Though this is by far the best writing team in the province, we will never stop fishing for talent. In the long run, Art State has to be a breeding ground and incubation hub for brilliant writing, critical thinking and creative imagination.

For example, the monthly contributions by rap connoisseur Thandeka Diphoko have earned us a seat in the local hip-hop assembly, and she has grown remarkably artistic as a feature writer. Through her, Art State has profiled the music of local artists in a manner that respects their art, and bequeaths them with, yes, nuance.

Now that the glory train is activated, Art State is the first publication to review Thandi Vellem’s explicit book, Life After Abortion, and the only space that has an open tab for reviewing radio shows in Mangaung. This on-air feature has kept local presenters on their toes, and is gradually becoming a silent member in management meetings of local stations.

By the shortest far, our Macufe Edition remains the brightest star in our sky. With it we captured the heart and soul of Macufe and related events, and digitally documented them for anybody’s reference. This we did in line with our goal to become a resource centre for people interested in the arts and culture happenings of Mangaung.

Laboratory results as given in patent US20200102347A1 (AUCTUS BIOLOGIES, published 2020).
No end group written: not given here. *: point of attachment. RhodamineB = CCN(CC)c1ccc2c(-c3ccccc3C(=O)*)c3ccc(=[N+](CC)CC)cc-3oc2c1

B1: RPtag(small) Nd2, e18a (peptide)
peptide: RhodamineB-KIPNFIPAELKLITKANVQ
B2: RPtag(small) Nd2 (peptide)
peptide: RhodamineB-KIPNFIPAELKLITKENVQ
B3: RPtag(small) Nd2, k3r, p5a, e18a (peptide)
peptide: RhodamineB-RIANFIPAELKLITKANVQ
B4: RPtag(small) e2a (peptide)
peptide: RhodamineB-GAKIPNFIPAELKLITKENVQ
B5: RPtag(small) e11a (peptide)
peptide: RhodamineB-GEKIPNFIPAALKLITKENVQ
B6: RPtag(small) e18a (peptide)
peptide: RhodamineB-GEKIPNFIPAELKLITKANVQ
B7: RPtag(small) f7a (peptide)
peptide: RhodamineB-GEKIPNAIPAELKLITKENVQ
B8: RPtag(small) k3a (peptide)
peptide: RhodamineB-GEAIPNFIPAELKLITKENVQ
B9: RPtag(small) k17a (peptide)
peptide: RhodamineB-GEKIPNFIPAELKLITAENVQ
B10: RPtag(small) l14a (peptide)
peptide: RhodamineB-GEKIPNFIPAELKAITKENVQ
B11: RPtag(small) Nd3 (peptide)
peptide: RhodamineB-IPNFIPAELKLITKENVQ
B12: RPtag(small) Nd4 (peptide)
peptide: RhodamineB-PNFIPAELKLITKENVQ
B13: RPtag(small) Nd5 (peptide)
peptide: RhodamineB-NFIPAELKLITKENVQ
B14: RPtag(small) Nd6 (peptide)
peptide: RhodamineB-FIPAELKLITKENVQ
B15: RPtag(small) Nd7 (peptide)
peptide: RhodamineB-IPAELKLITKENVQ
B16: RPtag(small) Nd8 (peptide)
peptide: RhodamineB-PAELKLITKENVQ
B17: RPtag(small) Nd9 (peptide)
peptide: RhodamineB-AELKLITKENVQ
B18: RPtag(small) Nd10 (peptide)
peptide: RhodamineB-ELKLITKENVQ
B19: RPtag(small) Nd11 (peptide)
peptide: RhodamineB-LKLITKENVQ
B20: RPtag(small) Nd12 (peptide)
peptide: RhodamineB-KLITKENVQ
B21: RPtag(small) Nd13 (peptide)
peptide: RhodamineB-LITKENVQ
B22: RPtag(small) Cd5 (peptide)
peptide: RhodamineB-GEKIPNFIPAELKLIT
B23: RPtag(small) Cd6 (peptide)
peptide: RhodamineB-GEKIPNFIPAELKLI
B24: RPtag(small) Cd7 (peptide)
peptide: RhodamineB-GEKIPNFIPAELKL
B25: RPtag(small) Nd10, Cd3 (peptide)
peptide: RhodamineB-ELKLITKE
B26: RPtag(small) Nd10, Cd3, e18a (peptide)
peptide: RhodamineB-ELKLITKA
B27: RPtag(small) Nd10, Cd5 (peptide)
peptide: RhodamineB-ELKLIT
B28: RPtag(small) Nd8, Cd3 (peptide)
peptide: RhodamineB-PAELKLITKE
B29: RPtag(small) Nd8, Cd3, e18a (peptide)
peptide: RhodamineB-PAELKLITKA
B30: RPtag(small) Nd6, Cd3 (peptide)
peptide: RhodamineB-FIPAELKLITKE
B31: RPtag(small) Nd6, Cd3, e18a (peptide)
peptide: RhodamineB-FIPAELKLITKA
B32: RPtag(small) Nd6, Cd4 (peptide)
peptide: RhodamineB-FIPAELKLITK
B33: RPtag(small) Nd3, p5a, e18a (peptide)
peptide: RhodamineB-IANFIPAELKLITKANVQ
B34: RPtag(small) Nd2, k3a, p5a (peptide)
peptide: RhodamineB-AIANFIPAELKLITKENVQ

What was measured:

To affirm this objective, City Press – one of SA’s leading Sunday newspapers – cited our report on Macufe Jazz, and great musicians such as Simphiwe Dana and Thandiswa Mazwai appreciated our work openly.

Furthermore, Art State was invited to cover Prince Kaybee’s I Am Music Private Listening Session, held at Volvo Bloemfontein, on 21 September 2017. The album review scored the highest hits at the time, only to be overthrown by CRC Music about two months later.

Dwelling on the subject of website visits and online footprint, our website continues to welcome high numbers of visitors, and the average time spent on the site is satisfactory. Moreover, we have an increasing social media community, and some of the celebrated personalities in Mangaung arts are in our DMs.

Having strengthened our brand bargaining power in a short space of time, this publication has partnered with various stakeholders for PR, social media, branding and content management purposes. Our team provided digital media solutions for Thembekile Tshabalala’s HARVEST Live in Concert praise and worship extravaganza, Sipho Mnyakeni’s Dear Oliver Tambo musical, and other events.

Again, we took on several sponsored writing gigs in order to expose our clients to a wider market.

As we speak, we are the official media partner for Love, Crime and Johannesburg, a musical directed by actor, director and academic, Masedi Manenye.

There’s more I have left out, and more to follow, in the headquarters of Mangaung arts and culture.

On behalf of the Art State writing stars I pray for a larger territory in the coming year, a prosperous life for all our readers, and a healthy balance sheet for our clients.

Editorially,

Ace Moloi

FEATURED IMAGE: ART STATE team with Thembekile Tshabala after Harvest Live In Concert. CREDIT: Pule Maloleka